U.S. jobless rate drops to 18-year low of 3.8%

U.S. job growth accelerated in May and the unemployment rate dropped to an 18-year low of 3.8 per cent, pointing to rapidly tightening labour market conditions, which could stir concerns about inflation.

American economy added 223,000 jobs last month

The U.S. jobless rate has hit its lowest level since Bill Clinton was president. (David Donnelly/CBC)

U.S. job growth accelerated in May and the unemployment rate dropped to an 18-year low of 3.8 per cent, pointing to rapidly tightening labour market conditions, which could stir concerns about inflation.

The closely watched employment report released by the Labour Department on Friday also showed wages rising solidly, cementing expectations that the Federal Reserve will raise interest rates this month.

The bullish report also raises the possibility that the economy could overheat.

Overall, the U.S. economy looks strong," said Paul Ashworth, chief economist at Capital Economics in Toronto. "In that environment, we still expect the Fed to hike interest rates an additional three times this year." Nonfarm payrolls increased by 223,000 jobs last month as warm weather boosted hiring at construction sites.

There were also big gains in retail and leisure and hospitality payrolls. The economy created 15,000 more jobs than previously reported in March and April. Last month's one-tenth of a percentage point drop in the unemployment rate pushed it to a level last seen in April 2000.

The jobless rate is now at a level that the Fed forecast it would be at by the end of this year. Average hourly earnings rose eight cents, or 0.3 per cent last month after edging up 0.1 per cent in April. That lifted the annual increase in average hourly earnings to 2.7 per cent from 2.6 per cent in April.

The strong employment report added to a string of upbeat economic data, including consumer spending and industrial production, that have suggested economic growth was regaining speed early in the second quarter after slowing at the beginning of the year.

The strength comes even as the stimulus from a $1.5 trillion income tax cut package and increased government spending is yet to filter through the economy. Renewed fears of a trade war after the Trump administration imposed tariffs on steel and aluminum imports from Canada, Mexico and the European Union, however, cast a dark cloud over the economic outlook. Inflation is running just below the Fed's 2.0 per cent target.

The U.S. central bank increased borrowing costs in March and forecast at least two more rate hikes for this year. After the employment report, traders increased bets that the Fed would raise interest rates four times this year. U.S. Treasury yields rose to session highs and the dollar firmed slightly versus a basket of currencies. U.S. stock index futures were trading higher.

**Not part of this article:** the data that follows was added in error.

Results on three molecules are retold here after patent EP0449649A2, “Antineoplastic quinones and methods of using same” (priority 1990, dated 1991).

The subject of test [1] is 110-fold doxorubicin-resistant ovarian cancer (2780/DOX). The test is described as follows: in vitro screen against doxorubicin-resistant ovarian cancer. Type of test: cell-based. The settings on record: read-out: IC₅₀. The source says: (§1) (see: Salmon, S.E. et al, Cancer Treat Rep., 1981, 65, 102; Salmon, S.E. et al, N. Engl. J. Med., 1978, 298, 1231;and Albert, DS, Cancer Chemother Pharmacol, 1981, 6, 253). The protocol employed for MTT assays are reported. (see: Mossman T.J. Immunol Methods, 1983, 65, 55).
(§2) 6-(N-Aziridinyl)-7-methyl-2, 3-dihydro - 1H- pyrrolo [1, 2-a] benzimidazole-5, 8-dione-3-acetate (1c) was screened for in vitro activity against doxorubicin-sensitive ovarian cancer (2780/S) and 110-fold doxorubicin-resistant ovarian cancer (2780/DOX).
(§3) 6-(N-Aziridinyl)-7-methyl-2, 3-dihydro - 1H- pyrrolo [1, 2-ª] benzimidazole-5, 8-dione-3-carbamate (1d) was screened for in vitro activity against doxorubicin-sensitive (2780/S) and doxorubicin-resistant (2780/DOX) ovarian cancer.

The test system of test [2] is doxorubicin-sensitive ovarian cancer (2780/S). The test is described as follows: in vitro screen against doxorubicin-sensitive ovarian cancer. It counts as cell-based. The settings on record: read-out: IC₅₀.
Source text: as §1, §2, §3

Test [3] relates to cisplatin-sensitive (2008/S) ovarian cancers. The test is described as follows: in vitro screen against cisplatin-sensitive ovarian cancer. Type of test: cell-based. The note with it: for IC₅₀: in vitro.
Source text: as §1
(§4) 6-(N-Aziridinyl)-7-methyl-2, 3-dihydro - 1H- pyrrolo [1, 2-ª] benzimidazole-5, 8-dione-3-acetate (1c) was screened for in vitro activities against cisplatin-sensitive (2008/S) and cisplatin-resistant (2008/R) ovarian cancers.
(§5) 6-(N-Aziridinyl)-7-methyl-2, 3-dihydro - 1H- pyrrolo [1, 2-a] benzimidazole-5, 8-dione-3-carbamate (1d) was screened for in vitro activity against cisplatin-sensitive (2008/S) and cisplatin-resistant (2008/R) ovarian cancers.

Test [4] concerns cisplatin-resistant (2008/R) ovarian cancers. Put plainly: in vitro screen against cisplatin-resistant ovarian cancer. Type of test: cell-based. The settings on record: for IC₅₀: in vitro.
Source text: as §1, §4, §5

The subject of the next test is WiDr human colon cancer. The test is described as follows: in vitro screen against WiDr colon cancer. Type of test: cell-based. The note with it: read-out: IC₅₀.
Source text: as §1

Economists polled by Reuters had forecast nonfarm payrolls increasing by 188,000 jobs last month and the unemployment rate steady at 3.9 per cent.

Monthly job gains have averaged about 179,000 over the last three months, more than the roughly 120,000 needed to keep up with growth in the working-age population. Though the labour market is viewed as being close to or at full employment, there is still some slack remaining.

The labour force participation rate, or the proportion of working-age Americans who have a job or are looking for one, fell to 62.7 per cent last month from 62.8 per cent in April. It has declined for three straight months. Still, the labour market is getting tighter.

A broader measure of unemployment, which includes people who want to work but have given up searching and those working part-time because they cannot find full-time employment, fell to 7.6 per cent last month, the lowest since May 2001, from 7.8 per cent in April.

With job growth expected to slow as employers struggle to find qualified workers, economists expected wage growth will pick up significantly.

The Fed's latest Beige Book report of anecdotal information on business activity collected from contacts nationwide showed labour market conditions remained tight across the country in late April and early May. The Fed said contacts continued to report difficulty filling positions across skill levels.

There were notable shortages of truck drivers, sales personnel, carpenters, electricians, painters, and information technology professionals, the central bank said in its report published on Wednesday. Job gains in May were across all sectors. Construction payrolls increased by 25,000 after rising by 21,000 jobs in April.

Construction employment fell in March for the first time in eight months. Manufacturers added another 18,000 jobs last month on top of the 25,000 created in April. Government payrolls increased by 5,000, reversing April's 3,000 drop. Retailers boosted employment by 31,100 jobs last month.

Employment in the leisure and hospitality sector increased by 21,000 jobs.